By Lynn Venhaus

America, we have a problem. It should be a given – one voice, one vote – but it’s not, as this film illustrates. Timely and powerful, “All In: The Fight for Democracy” should be required viewing for all citizens. When our country began, only 6% of the public could vote, and that included the rich, white landowners – not women or minorities. Voter suppression only isn’t in our nation’s history – it’s in our present. Cut to modern day politics, where it is a very real threat to democracy.

This documentary examines voter suppression in both the past and present U.S. and gives us an insider’s look into laws and barriers to voting. There are real threats to the basic rights of U.S. citizens to vote, and with a Presidential Election looming, the film highlights what needs to be done so everyone has their voice heard.

Impassioned filmmakers Lisa Cortes and Liz Garbus interweave personal experiences with current activism and historical insight. Garbus was Oscar-nominated for two documentaries, “What Happened, Miss Simone?” (for which she won an Emmy) and “The Farm: Angola, USA.” She directed two episodes and produced the HBO mini-series “I’ll Be Gone in the Dark.” Cortes won an Emmy last year for the documentary “The Apollo.”

Stacey Abrams

Front and center is Stacey Abrams, the former Minority Leader of the George House of Representatives, whose loss in the gubernatorial race is still suspect. Abrams was the first black woman to become a major party’s nominee in the U.S.

After losing in an unfair fight to the Georgia Secretary of State Brian Kemp, Abrams has turned her focus on exposing corruption and creating awareness. She is the founder of Fair Fight Action, a national organization battling voter suppression. She encourages you to get involved and make sure elections are fair.

Most importantly, the film shows how people can fight for the right to vote and lets you know about the tools needed to protect this right.

Janelle Monae has written a song for the film called “Turntables.” Here is the link to the music video:

The film is a call to action – it will make you want to do something. And that’s a good thing. We should all take part in our democracy, because as we have learned – it is precious.

The film is also part of an ambitious and visionary action plan to reach voters and educate them across this nation that Amazon is supporting, and so are the filmmakers.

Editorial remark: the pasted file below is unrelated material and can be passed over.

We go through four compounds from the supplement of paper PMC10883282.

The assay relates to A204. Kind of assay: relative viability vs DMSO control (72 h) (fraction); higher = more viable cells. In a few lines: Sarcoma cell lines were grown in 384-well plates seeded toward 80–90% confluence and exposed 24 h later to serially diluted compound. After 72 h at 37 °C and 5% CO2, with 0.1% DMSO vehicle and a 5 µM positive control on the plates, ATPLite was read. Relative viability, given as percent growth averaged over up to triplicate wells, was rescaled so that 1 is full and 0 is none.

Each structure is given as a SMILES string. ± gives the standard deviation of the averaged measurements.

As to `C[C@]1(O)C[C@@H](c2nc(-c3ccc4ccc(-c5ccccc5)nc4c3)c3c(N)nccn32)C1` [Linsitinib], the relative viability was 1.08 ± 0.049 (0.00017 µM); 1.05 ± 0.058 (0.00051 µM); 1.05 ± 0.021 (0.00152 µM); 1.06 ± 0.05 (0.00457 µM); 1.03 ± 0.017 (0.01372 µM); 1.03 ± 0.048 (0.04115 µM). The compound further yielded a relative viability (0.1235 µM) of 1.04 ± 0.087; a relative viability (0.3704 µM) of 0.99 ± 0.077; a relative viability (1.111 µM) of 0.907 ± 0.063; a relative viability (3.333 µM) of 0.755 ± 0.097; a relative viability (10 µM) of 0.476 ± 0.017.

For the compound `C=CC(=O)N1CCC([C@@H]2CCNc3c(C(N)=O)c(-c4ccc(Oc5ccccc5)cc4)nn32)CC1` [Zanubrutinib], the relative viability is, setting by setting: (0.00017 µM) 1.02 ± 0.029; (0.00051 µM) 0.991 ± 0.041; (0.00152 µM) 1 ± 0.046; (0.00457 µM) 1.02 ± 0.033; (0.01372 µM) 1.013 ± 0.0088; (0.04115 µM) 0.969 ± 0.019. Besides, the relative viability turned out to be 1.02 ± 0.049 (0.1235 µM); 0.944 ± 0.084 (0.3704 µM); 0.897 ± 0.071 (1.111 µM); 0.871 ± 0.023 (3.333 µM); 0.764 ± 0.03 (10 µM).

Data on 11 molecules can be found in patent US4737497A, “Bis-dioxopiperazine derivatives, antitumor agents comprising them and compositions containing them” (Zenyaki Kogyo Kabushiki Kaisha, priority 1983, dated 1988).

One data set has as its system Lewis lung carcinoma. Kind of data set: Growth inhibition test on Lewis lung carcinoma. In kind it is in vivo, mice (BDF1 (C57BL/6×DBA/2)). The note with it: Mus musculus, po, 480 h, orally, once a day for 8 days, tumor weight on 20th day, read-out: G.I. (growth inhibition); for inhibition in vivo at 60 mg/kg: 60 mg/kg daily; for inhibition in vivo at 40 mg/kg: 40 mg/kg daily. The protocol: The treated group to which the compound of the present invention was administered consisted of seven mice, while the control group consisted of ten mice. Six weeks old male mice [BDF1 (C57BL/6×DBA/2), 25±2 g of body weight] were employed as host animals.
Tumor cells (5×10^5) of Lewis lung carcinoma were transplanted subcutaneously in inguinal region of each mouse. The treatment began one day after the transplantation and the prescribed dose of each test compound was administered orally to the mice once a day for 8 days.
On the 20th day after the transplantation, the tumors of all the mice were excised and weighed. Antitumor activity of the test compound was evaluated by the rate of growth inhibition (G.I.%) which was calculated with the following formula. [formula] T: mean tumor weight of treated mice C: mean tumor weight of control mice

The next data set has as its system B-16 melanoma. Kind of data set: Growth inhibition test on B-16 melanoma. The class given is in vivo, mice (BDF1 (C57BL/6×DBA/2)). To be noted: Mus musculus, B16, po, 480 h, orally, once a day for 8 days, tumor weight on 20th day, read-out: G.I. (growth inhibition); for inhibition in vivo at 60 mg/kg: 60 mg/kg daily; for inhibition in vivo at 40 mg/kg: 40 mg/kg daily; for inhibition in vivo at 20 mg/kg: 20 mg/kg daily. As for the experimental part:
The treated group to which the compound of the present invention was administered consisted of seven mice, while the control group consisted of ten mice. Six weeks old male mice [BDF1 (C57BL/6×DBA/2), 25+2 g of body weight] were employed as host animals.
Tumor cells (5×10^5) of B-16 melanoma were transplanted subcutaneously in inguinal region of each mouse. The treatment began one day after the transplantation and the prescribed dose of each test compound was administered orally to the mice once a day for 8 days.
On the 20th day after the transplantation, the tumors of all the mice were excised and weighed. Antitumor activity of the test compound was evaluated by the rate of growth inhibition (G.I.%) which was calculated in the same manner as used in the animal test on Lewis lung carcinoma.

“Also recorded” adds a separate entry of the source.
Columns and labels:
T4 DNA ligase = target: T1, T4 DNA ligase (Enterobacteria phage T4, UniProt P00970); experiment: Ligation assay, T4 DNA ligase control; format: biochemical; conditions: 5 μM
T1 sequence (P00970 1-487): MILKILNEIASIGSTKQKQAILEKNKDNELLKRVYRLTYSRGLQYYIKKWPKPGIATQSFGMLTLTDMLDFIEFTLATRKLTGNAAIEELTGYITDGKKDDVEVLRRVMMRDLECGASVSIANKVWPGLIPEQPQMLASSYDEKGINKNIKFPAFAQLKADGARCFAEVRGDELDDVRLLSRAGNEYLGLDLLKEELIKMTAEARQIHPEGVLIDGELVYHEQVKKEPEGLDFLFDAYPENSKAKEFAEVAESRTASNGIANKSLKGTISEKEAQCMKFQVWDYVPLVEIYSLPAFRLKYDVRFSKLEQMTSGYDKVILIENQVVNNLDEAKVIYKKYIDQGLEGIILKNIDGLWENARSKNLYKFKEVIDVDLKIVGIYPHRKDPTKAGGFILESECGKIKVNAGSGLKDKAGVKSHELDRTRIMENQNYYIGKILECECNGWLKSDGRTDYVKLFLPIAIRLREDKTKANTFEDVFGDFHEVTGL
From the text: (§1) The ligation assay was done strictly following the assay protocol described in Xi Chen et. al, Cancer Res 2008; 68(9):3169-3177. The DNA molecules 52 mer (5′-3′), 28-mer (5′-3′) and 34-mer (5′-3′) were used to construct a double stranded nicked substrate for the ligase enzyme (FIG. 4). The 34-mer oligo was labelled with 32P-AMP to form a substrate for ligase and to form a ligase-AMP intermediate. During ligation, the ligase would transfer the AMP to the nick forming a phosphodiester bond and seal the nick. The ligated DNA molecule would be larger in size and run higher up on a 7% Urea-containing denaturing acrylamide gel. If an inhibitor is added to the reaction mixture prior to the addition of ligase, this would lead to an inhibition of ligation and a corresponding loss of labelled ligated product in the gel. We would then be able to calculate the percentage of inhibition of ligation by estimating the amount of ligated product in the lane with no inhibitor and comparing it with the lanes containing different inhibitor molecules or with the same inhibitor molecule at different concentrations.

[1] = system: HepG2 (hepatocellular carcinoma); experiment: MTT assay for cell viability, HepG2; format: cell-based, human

#ALLINFORVOTING is a social impact campaign with community-based organizations, non-profits, corporations, artists, activists and influencers. It is being launched ahead of National Voter Registration Day – Sept. 22 – and in coordination with the film release.

The non-partisan campaign will develop a groundswell of digital content to combat misinformation about the voting process, and launch targeted campaign programming to educate and register first-time voters, mobilize communities to have their voices and values counted in the November election (and beyond), and train citizens to know how to recognize and report voter suppression.

There will be on online digital action hub featuring resources and tools for visitors to register to vote, check registration status, get election reminders, find their polling place, access state by state election information, see what’s on my ballot, request an absentee ballot and learn how to recognize and report voter suppression.

The documentary “All In: The Fight for Democracy” is directed by Liz Garbus and Lisa Cortes. Rated: PG-13 for some disturbing violent images, thematic material and strong language – all involving racism, the run time is 1 hour, 42 minutes. Lynn’s Grade: A
In Theatres Sept. 9 and streaming on Amazon Prime Sept. 18

By Lynn Venhaus

It is rare to find a low-budget independent film that is so assured, so confident in its fluid camera movements and spot-on production elements that it makes you believe in the thrilling possibility of movies. “The Vast of Night” is the most pleasant of surprises – a thoroughly satisfying genre film that gets many things right for 89 captivating minutes.